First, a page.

Francisque Poulbot (6 February 1879, Saint-Denis – 16 September 1946, Paris) was a French affichiste (literally, "poster designer"), draughtsman and illustrator. Born into a teaching family – his parents were both lecturers – Francisque Poulbot was the eldest of seven children.
He was a gifted draughtsman, but shied away from the École des Beaux-Arts. From 1900, his drawings started to be published in the press. He moved to Montmartre, and in February 1914 married Léona Ondernard, before leaving for the Front; he was however sent back the following year. During the First World War, he drew patriotic posters and postcards, for which he was put under house arrest under the German occupation of France during World War II.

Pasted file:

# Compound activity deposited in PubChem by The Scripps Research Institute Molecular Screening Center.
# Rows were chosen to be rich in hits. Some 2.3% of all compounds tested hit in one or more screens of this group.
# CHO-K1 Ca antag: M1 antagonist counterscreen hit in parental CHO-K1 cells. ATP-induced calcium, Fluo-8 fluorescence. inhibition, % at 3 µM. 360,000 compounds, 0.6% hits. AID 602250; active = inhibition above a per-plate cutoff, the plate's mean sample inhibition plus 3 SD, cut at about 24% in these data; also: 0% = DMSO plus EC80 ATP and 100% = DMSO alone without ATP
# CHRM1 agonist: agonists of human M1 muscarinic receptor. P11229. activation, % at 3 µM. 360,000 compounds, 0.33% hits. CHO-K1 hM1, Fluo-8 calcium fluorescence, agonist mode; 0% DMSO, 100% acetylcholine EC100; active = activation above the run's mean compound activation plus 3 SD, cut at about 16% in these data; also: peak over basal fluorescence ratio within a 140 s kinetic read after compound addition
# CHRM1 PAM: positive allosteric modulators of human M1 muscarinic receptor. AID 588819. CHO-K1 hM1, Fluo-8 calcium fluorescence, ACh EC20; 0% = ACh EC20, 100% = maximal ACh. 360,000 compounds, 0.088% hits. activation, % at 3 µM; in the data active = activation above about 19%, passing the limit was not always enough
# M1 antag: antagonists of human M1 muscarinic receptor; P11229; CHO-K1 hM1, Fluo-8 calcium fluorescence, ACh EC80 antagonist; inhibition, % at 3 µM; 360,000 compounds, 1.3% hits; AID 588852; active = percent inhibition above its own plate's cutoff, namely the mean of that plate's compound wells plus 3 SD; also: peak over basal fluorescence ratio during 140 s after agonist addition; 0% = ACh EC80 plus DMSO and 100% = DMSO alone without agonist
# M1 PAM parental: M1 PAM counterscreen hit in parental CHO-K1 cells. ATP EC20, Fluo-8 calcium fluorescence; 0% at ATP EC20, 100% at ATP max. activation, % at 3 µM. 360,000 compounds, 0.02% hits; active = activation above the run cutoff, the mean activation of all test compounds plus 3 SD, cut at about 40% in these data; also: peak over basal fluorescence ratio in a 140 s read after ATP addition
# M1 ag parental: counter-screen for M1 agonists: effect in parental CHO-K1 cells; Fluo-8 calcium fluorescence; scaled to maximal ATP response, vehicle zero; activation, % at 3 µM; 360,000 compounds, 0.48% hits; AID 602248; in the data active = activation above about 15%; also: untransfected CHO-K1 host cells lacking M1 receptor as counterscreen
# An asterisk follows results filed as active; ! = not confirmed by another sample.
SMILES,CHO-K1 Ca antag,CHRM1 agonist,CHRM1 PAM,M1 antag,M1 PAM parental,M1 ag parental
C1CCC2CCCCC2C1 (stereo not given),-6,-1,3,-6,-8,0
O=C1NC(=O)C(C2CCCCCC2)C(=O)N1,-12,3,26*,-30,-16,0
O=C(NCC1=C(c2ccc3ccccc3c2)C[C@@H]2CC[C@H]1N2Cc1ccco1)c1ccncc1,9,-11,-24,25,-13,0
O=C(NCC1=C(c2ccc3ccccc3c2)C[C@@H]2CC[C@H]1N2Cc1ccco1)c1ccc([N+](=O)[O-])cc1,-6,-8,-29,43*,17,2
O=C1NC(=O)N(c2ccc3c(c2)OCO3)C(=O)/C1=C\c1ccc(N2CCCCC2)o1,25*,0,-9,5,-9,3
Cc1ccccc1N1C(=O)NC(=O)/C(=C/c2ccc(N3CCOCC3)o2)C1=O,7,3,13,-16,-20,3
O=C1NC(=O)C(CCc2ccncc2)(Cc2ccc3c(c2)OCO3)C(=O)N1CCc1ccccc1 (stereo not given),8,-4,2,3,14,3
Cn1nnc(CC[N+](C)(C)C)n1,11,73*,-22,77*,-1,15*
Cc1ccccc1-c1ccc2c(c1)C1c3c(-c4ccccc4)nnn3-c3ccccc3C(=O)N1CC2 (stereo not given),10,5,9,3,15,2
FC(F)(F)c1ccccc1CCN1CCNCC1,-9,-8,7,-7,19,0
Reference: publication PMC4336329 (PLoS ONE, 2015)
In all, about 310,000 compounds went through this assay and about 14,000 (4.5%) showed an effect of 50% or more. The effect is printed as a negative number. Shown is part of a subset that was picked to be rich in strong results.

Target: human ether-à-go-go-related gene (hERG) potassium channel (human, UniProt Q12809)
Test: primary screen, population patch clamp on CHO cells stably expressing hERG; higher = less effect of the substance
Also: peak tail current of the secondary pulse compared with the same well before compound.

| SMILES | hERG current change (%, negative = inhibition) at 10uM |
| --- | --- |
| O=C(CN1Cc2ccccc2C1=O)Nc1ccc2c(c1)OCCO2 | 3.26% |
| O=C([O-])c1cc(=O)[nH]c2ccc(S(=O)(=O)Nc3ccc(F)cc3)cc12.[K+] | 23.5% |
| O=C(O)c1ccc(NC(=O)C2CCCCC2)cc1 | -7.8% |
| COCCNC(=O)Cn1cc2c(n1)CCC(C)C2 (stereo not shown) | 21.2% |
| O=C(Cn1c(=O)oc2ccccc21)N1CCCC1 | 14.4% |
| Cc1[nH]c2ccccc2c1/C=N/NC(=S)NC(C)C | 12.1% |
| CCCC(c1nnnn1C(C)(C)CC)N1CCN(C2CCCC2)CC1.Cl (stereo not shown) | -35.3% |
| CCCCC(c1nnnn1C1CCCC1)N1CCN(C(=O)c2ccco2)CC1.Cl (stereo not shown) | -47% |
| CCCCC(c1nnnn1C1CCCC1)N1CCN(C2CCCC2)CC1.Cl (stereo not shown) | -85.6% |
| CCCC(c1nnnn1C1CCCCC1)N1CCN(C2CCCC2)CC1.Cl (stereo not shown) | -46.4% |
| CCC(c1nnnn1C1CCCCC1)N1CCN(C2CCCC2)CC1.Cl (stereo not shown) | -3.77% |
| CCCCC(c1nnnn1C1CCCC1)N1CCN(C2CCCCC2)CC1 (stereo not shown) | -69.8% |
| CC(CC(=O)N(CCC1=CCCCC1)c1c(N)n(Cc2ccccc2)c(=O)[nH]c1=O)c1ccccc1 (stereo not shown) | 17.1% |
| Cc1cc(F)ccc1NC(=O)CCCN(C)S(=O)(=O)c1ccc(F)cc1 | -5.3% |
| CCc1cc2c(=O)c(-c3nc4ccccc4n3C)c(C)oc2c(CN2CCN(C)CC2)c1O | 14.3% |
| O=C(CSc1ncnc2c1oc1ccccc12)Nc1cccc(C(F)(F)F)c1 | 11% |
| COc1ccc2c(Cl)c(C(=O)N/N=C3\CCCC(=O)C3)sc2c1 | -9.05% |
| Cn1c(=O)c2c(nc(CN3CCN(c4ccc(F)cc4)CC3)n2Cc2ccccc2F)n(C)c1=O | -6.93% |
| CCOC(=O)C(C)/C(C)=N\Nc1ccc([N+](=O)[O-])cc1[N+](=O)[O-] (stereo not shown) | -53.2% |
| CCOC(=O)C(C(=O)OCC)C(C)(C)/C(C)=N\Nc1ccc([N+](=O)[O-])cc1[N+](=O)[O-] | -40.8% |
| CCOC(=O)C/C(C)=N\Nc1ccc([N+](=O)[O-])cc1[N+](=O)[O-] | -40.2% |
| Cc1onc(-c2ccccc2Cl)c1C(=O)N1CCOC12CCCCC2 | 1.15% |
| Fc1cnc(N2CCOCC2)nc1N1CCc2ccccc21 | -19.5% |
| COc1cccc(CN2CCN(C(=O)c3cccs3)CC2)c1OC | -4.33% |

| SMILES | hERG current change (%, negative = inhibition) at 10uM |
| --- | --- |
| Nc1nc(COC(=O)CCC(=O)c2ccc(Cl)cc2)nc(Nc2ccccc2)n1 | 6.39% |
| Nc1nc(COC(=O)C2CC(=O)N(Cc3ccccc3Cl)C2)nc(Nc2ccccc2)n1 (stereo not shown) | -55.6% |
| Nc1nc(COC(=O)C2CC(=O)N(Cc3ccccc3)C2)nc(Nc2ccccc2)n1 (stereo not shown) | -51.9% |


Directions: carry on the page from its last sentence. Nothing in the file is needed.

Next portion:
In 1920–1921, being very attached to the Montmartre life, Poulbot became involved in creating the République de Montmartre, with his friends Adolphe Willette, Jean-Louis Forain and Maurice Neumont. In 1923 he opened a dispensary on the Rue Lepic to help the needy children of Montmartre.
He died in Paris on 16 September 1946 and was buried in Montmartre Cemetery.
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a family group of a mother and three children watch as a French soldier bids them farewell and joins a group of 'poilus' on their way to the front.
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